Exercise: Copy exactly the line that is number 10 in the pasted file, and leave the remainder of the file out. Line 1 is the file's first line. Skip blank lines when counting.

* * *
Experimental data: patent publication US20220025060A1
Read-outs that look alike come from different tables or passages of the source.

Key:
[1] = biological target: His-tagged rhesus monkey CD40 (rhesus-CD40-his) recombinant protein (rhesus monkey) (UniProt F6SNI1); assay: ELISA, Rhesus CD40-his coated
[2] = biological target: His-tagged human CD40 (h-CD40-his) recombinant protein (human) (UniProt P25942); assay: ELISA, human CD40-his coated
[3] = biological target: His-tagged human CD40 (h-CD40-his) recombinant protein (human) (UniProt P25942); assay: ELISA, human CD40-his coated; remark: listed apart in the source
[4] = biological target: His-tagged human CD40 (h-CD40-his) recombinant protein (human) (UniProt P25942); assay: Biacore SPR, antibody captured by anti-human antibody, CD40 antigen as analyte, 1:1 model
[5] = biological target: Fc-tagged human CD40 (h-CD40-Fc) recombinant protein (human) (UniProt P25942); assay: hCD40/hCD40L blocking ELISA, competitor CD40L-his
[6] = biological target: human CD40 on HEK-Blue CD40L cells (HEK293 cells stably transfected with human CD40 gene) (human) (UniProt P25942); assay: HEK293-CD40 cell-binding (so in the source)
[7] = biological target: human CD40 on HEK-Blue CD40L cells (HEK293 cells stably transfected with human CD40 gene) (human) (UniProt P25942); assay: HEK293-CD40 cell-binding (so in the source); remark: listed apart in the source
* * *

[7] = biological target: human CD40 on HEK-Blue CD40L cells (HEK293 cells stably transfected with human CD40 gene) (human) (UniProt P25942); assay: HEK293-CD40 cell-binding (so in the source); remark: listed apart in the source